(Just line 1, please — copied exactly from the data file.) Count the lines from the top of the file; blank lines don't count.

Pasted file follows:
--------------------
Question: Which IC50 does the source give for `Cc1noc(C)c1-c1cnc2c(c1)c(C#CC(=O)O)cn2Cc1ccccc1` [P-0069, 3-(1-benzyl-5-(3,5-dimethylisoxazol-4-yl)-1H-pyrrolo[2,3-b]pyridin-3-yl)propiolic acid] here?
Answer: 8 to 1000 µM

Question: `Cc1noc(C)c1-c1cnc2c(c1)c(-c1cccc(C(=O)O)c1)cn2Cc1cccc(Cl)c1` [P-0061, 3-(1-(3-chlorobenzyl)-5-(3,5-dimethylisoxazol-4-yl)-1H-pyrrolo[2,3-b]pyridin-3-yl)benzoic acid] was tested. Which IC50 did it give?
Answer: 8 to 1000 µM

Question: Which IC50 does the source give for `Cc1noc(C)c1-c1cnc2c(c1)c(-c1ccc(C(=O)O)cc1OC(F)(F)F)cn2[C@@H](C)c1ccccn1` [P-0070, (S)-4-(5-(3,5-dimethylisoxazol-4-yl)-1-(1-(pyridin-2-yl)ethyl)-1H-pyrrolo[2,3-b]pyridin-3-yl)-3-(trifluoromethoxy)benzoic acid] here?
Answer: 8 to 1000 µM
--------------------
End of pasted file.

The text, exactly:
Question: Which IC50 does the source give for `Cc1noc(C)c1-c1cnc2c(c1)c(C#CC(=O)O)cn2Cc1ccccc1` [P-0069, 3-(1-benzyl-5-(3,5-dimethylisoxazol-4-yl)-1H-pyrrolo[2,3-b]pyridin-3-yl)propiolic acid] here?